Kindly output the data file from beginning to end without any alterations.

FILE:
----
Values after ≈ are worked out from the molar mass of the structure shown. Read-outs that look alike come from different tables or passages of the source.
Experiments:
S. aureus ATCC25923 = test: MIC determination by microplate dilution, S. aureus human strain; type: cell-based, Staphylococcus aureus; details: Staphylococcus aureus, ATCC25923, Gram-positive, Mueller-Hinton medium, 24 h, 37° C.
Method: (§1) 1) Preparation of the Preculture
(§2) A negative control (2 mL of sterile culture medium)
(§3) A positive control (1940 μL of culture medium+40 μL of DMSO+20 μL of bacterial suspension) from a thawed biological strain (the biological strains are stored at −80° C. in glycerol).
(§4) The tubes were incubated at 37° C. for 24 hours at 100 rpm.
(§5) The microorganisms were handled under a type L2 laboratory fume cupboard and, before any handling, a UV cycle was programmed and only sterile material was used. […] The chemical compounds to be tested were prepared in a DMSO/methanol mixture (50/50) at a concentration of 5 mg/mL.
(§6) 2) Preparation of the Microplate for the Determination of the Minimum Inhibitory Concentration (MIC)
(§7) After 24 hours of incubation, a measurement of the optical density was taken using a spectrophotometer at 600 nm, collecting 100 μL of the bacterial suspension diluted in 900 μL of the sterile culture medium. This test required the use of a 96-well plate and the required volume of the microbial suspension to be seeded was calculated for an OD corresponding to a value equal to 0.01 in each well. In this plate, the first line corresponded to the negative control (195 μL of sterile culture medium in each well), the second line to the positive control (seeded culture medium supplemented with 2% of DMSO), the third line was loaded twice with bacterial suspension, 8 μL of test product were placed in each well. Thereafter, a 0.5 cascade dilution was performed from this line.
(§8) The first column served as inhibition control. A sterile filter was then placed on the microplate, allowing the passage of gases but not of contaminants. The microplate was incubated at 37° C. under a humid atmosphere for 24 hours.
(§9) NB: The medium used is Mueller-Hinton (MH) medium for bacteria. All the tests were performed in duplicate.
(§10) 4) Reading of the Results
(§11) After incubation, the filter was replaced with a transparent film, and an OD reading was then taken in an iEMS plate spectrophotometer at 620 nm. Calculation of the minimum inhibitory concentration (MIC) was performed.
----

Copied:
Values after ≈ are worked out from the molar mass of the structure shown. Read-outs that look alike come from different tables or passages of the source.
Experiments:
S. aureus ATCC25923 = test: MIC determination by microplate dilution, S. aureus human strain; type: cell-based, Staphylococcus aureus; details: Staphylococcus aureus, ATCC25923, Gram-positive, Mueller-Hinton medium, 24 h, 37° C.
Method: (§1) 1) Preparation of the Preculture
(§2) A negative control (2 mL of sterile culture medium)
(§3) A positive control (1940 μL of culture medium+40 μL of DMSO+20 μL of bacterial suspension) from a thawed biological strain (the biological strains are stored at −80° C. in glycerol).
(§4) The tubes were incubated at 37° C. for 24 hours at 100 rpm.
(§5) The microorganisms were handled under a type L2 laboratory fume cupboard and, before any handling, a UV cycle was programmed and only sterile material was used. […] The chemical compounds to be tested were prepared in a DMSO/methanol mixture (50/50) at a concentration of 5 mg/mL.
(§6) 2) Preparation of the Microplate for the Determination of the Minimum Inhibitory Concentration (MIC)
(§7) After 24 hours of incubation, a measurement of the optical density was taken using a spectrophotometer at 600 nm, collecting 100 μL of the bacterial suspension diluted in 900 μL of the sterile culture medium. This test required the use of a 96-well plate and the required volume of the microbial suspension to be seeded was calculated for an OD corresponding to a value equal to 0.01 in each well. In this plate, the first line corresponded to the negative control (195 μL of sterile culture medium in each well), the second line to the positive control (seeded culture medium supplemented with 2% of DMSO), the third line was loaded twice with bacterial suspension, 8 μL of test product were placed in each well. Thereafter, a 0.5 cascade dilution was performed from this line.
(§8) The first column served as inhibition control. A sterile filter was then placed on the microplate, allowing the passage of gases but not of contaminants. The microplate was incubated at 37° C. under a humid atmosphere for 24 hours.
(§9) NB: The medium used is Mueller-Hinton (MH) medium for bacteria. All the tests were performed in duplicate.
(§10) 4) Reading of the Results
(§11) After incubation, the filter was replaced with a transparent film, and an OD reading was then taken in an iEMS plate spectrophotometer at 620 nm. Calculation of the minimum inhibitory concentration (MIC) was performed.